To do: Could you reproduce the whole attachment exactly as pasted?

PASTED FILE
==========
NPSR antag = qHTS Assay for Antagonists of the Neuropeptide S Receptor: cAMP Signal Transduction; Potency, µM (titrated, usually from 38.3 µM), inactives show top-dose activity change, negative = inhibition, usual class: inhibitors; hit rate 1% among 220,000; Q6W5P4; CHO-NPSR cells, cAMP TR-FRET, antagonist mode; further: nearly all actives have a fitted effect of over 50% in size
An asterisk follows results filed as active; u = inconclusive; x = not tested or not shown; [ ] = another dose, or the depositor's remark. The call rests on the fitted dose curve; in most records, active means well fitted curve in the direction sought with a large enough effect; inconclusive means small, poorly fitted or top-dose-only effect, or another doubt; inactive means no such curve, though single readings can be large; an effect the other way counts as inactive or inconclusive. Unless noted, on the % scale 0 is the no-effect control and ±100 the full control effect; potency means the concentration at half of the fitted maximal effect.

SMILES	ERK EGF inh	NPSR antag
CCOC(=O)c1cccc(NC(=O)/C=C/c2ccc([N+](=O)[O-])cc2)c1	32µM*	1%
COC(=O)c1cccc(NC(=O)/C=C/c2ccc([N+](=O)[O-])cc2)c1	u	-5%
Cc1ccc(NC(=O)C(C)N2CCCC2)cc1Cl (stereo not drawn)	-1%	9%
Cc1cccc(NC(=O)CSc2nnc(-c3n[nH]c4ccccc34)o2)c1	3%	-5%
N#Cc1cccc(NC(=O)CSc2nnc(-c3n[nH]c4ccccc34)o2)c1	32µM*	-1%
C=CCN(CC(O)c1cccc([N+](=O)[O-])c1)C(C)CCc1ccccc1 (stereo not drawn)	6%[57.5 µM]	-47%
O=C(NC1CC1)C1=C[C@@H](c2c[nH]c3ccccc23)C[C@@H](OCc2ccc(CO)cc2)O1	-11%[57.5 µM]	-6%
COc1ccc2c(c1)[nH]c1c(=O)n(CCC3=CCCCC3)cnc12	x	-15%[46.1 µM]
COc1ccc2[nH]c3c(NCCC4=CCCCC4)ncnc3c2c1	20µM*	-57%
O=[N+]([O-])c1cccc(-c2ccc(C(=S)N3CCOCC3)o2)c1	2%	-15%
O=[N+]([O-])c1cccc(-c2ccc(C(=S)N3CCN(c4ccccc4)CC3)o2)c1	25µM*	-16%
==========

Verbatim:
NPSR antag = qHTS Assay for Antagonists of the Neuropeptide S Receptor: cAMP Signal Transduction; Potency, µM (titrated, usually from 38.3 µM), inactives show top-dose activity change, negative = inhibition, usual class: inhibitors; hit rate 1% among 220,000; Q6W5P4; CHO-NPSR cells, cAMP TR-FRET, antagonist mode; further: nearly all actives have a fitted effect of over 50% in size
An asterisk follows results filed as active; u = inconclusive; x = not tested or not shown; [ ] = another dose, or the depositor's remark. The call rests on the fitted dose curve; in most records, active means well fitted curve in the direction sought with a large enough effect; inconclusive means small, poorly fitted or top-dose-only effect, or another doubt; inactive means no such curve, though single readings can be large; an effect the other way counts as inactive or inconclusive. Unless noted, on the % scale 0 is the no-effect control and ±100 the full control effect; potency means the concentration at half of the fitted maximal effect.

SMILES	ERK EGF inh	NPSR antag
CCOC(=O)c1cccc(NC(=O)/C=C/c2ccc([N+](=O)[O-])cc2)c1	32µM*	1%
COC(=O)c1cccc(NC(=O)/C=C/c2ccc([N+](=O)[O-])cc2)c1	u	-5%
Cc1ccc(NC(=O)C(C)N2CCCC2)cc1Cl (stereo not drawn)	-1%	9%
Cc1cccc(NC(=O)CSc2nnc(-c3n[nH]c4ccccc34)o2)c1	3%	-5%
N#Cc1cccc(NC(=O)CSc2nnc(-c3n[nH]c4ccccc34)o2)c1	32µM*	-1%
C=CCN(CC(O)c1cccc([N+](=O)[O-])c1)C(C)CCc1ccccc1 (stereo not drawn)	6%[57.5 µM]	-47%
O=C(NC1CC1)C1=C[C@@H](c2c[nH]c3ccccc23)C[C@@H](OCc2ccc(CO)cc2)O1	-11%[57.5 µM]	-6%
COc1ccc2c(c1)[nH]c1c(=O)n(CCC3=CCCCC3)cnc12	x	-15%[46.1 µM]
COc1ccc2[nH]c3c(NCCC4=CCCCC4)ncnc3c2c1	20µM*	-57%
O=[N+]([O-])c1cccc(-c2ccc(C(=S)N3CCOCC3)o2)c1	2%	-15%
O=[N+]([O-])c1cccc(-c2ccc(C(=S)N3CCN(c4ccccc4)CC3)o2)c1	25µM*	-16%